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This might be a silly question, but I just wanted to know. I want my code to detect if ARC is enabled, programmatically. How do I do that? Is there is any flag that I could check? Actually the problem is that, I have written an open-source library. I have used release and retain in it. if some one else uses my library files using ARC enabled, I dont want them to get any errors. how do I achieve this? or is there any possible ways I can provide any tools to compile my library before using it?

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Xcode and ARC will not allow you to use retain og release, and give you errors. –  Martol1ni May 22 '12 at 10:59
    
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3 Answers 3

up vote 16 down vote accepted
#if !__has_feature(objc_arc)
    //Do manual memory management...
#else
    //Usually do nothing...
#endif

This is of course a compile-time check, you cannot check for ARC at runtime.

An alternative would be to set the -fno-objc-arc compiler flag for your files that use manual memory management in a project that otherwise uses ARC.

Whether you want to bother with this at all or just use ARC everywhere depends on how backward-compatible you want/need to be. Code that supports both ARC and MRC can get quite hard to read and maintain.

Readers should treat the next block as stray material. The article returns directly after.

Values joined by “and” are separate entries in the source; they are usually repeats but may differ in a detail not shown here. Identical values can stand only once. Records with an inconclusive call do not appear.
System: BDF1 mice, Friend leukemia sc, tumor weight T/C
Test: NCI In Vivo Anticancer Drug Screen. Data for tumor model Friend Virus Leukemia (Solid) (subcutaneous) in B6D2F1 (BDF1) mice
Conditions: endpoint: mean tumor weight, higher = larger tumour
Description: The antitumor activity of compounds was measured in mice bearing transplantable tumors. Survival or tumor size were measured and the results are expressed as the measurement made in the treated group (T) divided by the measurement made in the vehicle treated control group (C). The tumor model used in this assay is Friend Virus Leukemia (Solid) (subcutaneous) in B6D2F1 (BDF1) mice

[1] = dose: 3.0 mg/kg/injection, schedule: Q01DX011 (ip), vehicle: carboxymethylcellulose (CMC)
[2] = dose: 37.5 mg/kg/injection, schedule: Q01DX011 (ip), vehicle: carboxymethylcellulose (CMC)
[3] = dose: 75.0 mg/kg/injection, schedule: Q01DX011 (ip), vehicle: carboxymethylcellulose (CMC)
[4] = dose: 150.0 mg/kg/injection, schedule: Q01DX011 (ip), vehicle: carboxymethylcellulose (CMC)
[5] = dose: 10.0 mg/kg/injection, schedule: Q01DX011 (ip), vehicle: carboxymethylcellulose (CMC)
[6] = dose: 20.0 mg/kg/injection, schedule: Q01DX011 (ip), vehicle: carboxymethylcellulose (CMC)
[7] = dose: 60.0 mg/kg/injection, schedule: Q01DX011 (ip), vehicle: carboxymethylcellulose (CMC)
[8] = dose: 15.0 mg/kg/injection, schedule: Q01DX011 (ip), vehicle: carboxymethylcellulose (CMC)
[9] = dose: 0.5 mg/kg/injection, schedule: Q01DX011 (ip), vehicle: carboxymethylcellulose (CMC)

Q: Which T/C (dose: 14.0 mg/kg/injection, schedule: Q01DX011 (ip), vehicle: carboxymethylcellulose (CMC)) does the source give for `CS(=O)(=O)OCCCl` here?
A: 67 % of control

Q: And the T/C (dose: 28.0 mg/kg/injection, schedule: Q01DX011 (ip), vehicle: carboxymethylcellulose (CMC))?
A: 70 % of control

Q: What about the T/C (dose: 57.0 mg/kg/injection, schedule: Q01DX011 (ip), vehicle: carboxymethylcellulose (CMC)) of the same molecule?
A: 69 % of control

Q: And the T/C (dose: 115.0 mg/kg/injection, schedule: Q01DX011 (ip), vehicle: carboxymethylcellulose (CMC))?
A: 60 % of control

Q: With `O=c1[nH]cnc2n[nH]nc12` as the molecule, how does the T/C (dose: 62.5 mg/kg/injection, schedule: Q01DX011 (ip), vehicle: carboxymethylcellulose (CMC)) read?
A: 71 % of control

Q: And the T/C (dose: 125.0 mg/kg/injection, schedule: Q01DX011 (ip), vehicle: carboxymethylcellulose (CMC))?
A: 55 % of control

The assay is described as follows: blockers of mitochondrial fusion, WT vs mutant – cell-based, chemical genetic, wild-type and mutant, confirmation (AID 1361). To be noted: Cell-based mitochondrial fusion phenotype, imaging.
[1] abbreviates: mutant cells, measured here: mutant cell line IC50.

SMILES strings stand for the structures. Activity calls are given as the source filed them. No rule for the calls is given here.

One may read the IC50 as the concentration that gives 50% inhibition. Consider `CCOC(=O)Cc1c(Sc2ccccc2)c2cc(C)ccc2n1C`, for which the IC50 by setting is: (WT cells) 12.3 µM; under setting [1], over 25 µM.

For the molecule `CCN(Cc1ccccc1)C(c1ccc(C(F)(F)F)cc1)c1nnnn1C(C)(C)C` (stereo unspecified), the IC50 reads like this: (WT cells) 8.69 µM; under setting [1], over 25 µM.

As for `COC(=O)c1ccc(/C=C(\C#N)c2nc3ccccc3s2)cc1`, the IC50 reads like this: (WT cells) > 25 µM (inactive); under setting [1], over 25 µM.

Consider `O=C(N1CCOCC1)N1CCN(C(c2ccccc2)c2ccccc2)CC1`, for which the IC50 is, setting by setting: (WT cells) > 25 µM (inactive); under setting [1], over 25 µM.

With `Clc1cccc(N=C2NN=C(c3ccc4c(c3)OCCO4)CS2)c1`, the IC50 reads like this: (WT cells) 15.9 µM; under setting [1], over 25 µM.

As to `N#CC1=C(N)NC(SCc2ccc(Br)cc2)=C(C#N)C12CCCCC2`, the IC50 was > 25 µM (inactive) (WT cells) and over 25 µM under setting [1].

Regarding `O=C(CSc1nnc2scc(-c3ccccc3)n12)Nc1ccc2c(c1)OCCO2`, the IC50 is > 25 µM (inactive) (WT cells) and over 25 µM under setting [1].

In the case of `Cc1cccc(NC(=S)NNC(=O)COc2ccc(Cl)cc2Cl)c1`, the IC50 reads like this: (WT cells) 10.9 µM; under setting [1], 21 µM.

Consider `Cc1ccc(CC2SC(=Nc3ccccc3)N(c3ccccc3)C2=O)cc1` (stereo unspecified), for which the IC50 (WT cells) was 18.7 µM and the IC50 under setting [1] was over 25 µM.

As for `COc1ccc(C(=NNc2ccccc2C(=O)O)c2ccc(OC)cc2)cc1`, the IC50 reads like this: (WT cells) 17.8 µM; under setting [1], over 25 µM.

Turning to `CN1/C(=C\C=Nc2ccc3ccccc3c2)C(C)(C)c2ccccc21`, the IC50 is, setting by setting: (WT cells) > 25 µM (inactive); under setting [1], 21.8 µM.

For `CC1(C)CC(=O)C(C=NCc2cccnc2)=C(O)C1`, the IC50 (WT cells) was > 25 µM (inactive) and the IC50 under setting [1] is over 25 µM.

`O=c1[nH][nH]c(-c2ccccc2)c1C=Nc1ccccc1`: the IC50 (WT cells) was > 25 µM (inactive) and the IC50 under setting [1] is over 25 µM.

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You don't detect it programmatically, it operates based on translations. That is, it is not like Garbage Collection -- which is process-wide, required all linked libraries to support (and implement it correctly in that mode). You can have some files compiled with ARC, and some without.

However, you can detect it at compilation.

As far as the distribution of your library: I would not bother with a translation based system, where ref count ops are conditionally enabled. I would (personally) just support one model (MRC in your case, until you choose to migrate it to ARC), then expect people to link to the library, or if they compile it in a target they configure, to disable ARC. Conditionally enabling/disabling code based on the presence of a feature is asking for tough bugs, particularly when it's likely to affect 9% of your library's lines of code.

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Agreed. People can either disable ARC themselves for the source files, or you just distribute the .a files which will work fine. I guess you could still use a #error at compile time to warn the user they need to disable ARC for your source files. –  Mike Weller May 22 '12 at 11:20
    
@MikeWeller It's also easy to distribute as an xcodeproj with sources (when that is an option). An explicit #error at a high level #include is a nice touch, but that problem would manifest soon enough in this case (because it is MRC). If it required ARC OTOH, a high level #error should be considered a requirement (in the event the static analyzer's warnings weren't enough of a hint, or of the client never used the facilty). –  justin May 22 '12 at 11:35

NO, you can't, Xcode would not compile in ARC projects if your source uses retain-release

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